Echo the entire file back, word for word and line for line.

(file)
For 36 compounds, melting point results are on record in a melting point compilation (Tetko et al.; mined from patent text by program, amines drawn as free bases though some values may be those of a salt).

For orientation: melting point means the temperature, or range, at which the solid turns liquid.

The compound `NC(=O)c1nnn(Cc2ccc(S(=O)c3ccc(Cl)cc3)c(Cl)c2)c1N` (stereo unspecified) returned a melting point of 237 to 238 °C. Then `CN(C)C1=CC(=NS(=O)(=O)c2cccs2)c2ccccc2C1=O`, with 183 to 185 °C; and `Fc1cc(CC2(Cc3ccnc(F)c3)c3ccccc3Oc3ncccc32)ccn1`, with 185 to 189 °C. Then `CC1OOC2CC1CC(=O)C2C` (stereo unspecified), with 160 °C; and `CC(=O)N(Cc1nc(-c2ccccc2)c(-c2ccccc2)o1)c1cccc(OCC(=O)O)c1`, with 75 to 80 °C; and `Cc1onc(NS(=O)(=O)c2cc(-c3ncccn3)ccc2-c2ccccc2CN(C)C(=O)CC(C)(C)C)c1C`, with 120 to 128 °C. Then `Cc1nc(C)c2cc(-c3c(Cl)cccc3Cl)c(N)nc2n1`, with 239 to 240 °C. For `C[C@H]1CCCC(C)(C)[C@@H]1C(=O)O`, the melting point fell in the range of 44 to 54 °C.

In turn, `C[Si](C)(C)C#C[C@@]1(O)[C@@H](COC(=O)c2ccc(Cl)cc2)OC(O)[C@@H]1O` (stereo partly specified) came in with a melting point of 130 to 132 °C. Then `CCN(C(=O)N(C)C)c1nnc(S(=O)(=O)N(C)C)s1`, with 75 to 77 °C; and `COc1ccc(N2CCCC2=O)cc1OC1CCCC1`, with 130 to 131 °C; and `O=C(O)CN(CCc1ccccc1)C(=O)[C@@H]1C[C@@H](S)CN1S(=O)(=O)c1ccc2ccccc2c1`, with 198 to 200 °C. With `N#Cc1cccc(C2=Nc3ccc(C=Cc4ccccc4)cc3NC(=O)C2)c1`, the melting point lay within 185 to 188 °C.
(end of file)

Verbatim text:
For 36 compounds, melting point results are on record in a melting point compilation (Tetko et al.; mined from patent text by program, amines drawn as free bases though some values may be those of a salt).

For orientation: melting point means the temperature, or range, at which the solid turns liquid.

The compound `NC(=O)c1nnn(Cc2ccc(S(=O)c3ccc(Cl)cc3)c(Cl)c2)c1N` (stereo unspecified) returned a melting point of 237 to 238 °C. Then `CN(C)C1=CC(=NS(=O)(=O)c2cccs2)c2ccccc2C1=O`, with 183 to 185 °C; and `Fc1cc(CC2(Cc3ccnc(F)c3)c3ccccc3Oc3ncccc32)ccn1`, with 185 to 189 °C. Then `CC1OOC2CC1CC(=O)C2C` (stereo unspecified), with 160 °C; and `CC(=O)N(Cc1nc(-c2ccccc2)c(-c2ccccc2)o1)c1cccc(OCC(=O)O)c1`, with 75 to 80 °C; and `Cc1onc(NS(=O)(=O)c2cc(-c3ncccn3)ccc2-c2ccccc2CN(C)C(=O)CC(C)(C)C)c1C`, with 120 to 128 °C. Then `Cc1nc(C)c2cc(-c3c(Cl)cccc3Cl)c(N)nc2n1`, with 239 to 240 °C. For `C[C@H]1CCCC(C)(C)[C@@H]1C(=O)O`, the melting point fell in the range of 44 to 54 °C.

In turn, `C[Si](C)(C)C#C[C@@]1(O)[C@@H](COC(=O)c2ccc(Cl)cc2)OC(O)[C@@H]1O` (stereo partly specified) came in with a melting point of 130 to 132 °C. Then `CCN(C(=O)N(C)C)c1nnc(S(=O)(=O)N(C)C)s1`, with 75 to 77 °C; and `COc1ccc(N2CCCC2=O)cc1OC1CCCC1`, with 130 to 131 °C; and `O=C(O)CN(CCc1ccccc1)C(=O)[C@@H]1C[C@@H](S)CN1S(=O)(=O)c1ccc2ccccc2c1`, with 198 to 200 °C. With `N#Cc1cccc(C2=Nc3ccc(C=Cc4ccccc4)cc3NC(=O)C2)c1`, the melting point lay within 185 to 188 °C.